By Calvin Cordova
CEBU CITY — In a little over a month, the Department of Health (DOH) in Central Visayas has recorded more than 2,000 cases of dengue.
From Jan. 1 to Feb. 2 this year, there were 2,132 dengue cases recorded and DOH is expecting the figures to further climb.
An Aedes aegypti mosquito
(Flcikr / Oregon State University / MANILA BULLETIN)
“The number of dengue cases for the first two months and first week of February are very, very high because that’s 154 percent higher than the previous year. Comparing the same periods this year and last year, dengue cases more than doubled and we are expecting more,” said Dr. Jarvick Buscato, dengue program coordinator of the regional DOH office.
In January, 14 persons died from dengue, and there are already four deaths in February, Buscato said.
2019 is considered an epidemic year since dengue cases in the country rise every three years.
“We call it an epidemic year but this is just arbitrary because this is not happening in other countries. This three-year pattern has been seen in the Philippines since 2009,” Buscato said.
DOH is still studying why dengue cases rise every three years. “We are still trying to figure out why this pattern is happening. It could be attributed to the behavior of the mosquitoes or the virulence of the virus. There could be other factors. We have seen the signs, we have seen the change of the pattern in the behavior of the vector but we have not proven it scientifically,” he said.
Buscato said dengue figures are particularly high in the cities of Lapu-Lapu and Mandaue.
From Jan. 1 to Feb. 2 last year, there were only 74 cases in Lapu-Lapu but this year, 264 cases have already been recorded.
A 100-percent increase was also noted in Mandaue, from 59 cases in 2018 to 119 this year.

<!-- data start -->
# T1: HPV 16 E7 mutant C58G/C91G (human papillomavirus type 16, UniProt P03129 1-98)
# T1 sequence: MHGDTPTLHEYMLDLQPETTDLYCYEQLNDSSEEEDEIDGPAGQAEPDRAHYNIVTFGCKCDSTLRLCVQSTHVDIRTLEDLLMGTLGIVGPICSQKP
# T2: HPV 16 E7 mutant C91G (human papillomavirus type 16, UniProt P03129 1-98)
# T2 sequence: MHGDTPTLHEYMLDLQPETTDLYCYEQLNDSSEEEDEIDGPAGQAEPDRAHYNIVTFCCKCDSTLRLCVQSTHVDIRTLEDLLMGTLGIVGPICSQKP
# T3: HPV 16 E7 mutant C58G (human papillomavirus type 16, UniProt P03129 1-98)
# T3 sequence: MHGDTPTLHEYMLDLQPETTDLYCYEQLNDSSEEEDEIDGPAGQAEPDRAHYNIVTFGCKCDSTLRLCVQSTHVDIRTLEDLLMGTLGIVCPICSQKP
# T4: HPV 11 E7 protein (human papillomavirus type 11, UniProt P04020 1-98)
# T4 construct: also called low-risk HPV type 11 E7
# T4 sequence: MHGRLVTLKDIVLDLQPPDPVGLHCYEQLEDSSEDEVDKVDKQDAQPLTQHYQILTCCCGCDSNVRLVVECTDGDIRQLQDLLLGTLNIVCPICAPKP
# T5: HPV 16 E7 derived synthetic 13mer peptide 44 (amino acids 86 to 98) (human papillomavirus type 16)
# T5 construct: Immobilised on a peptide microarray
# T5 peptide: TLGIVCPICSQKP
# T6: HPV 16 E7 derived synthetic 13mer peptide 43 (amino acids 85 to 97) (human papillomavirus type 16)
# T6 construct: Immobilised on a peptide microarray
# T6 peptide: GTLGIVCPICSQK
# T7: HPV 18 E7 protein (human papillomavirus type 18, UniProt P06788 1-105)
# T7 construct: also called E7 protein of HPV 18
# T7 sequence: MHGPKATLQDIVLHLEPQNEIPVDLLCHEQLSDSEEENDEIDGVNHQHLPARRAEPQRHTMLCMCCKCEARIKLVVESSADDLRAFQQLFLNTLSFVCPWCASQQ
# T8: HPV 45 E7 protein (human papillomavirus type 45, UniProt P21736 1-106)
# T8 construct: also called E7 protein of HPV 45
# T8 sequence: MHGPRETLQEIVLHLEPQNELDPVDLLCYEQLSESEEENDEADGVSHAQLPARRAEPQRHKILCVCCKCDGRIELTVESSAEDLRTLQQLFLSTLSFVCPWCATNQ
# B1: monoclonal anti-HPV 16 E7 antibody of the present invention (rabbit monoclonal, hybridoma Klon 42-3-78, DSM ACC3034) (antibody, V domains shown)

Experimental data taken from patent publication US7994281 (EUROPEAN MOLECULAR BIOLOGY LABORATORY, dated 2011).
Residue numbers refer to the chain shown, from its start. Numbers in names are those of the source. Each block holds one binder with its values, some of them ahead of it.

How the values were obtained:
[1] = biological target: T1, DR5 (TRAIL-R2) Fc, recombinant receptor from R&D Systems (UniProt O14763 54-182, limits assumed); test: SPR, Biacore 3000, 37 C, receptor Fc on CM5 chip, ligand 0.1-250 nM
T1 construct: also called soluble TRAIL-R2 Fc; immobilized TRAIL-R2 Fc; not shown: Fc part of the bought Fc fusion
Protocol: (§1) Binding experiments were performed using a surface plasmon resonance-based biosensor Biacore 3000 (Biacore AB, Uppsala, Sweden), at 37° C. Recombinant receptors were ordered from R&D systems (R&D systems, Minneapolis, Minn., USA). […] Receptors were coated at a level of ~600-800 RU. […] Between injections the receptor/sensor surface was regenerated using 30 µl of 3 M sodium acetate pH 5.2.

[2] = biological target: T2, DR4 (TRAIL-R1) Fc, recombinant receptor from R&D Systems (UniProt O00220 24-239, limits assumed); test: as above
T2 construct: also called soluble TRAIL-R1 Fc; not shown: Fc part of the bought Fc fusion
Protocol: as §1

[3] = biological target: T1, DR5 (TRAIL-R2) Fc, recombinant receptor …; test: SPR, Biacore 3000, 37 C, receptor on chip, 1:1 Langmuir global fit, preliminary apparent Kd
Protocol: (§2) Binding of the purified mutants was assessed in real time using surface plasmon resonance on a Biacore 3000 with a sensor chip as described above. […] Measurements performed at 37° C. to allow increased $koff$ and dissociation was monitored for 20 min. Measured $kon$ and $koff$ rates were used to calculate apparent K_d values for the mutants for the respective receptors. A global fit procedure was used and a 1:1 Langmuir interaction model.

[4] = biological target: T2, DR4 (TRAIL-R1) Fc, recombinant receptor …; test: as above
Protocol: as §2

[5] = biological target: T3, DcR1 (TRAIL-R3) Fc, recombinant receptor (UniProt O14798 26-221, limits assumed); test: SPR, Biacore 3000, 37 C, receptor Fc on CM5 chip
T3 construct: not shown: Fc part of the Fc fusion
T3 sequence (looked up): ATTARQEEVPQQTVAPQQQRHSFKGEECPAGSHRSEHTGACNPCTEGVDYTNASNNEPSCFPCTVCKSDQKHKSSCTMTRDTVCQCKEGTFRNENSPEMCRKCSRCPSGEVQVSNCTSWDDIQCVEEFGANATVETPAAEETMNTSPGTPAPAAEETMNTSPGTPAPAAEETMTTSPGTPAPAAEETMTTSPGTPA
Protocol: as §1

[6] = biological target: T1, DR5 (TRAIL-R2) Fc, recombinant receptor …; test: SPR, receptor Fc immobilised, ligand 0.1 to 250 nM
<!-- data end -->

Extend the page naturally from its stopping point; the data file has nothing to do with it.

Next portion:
Historically, the most dengue cases were recorded in Region 7 where there were 26,000 cases and 253 deaths in 2016.
With the numbers rising, Buscato recommended that the campaign against dengue be intensified.
“I know our local government units have been doing massive campaigns but probably our clean-up drives and search and destroy activities have missed out certain households or areas. Probably our vector control methods were not enough or there must be something wrong with the methods because we are also entertaining insecticide resistance. But so far, based on our study in Region 7, mosquitoes are still sensitive to the chemicals that we are using,” he said.
“I hope the public will cooperate because this is now a behavioral problem. The public has to cooperate because you don’t expect health center workers to clean every household or go around each community every month to conduct clean-up drives,” said Buscato.
The best way to avoid dengue is to eliminate breeding sites, he said.
“Mosquitoes carrying dengue only need five millimeters of water for them to lay eggs that’s why we should make sure that there is no breeding site in every household,” Buscato said.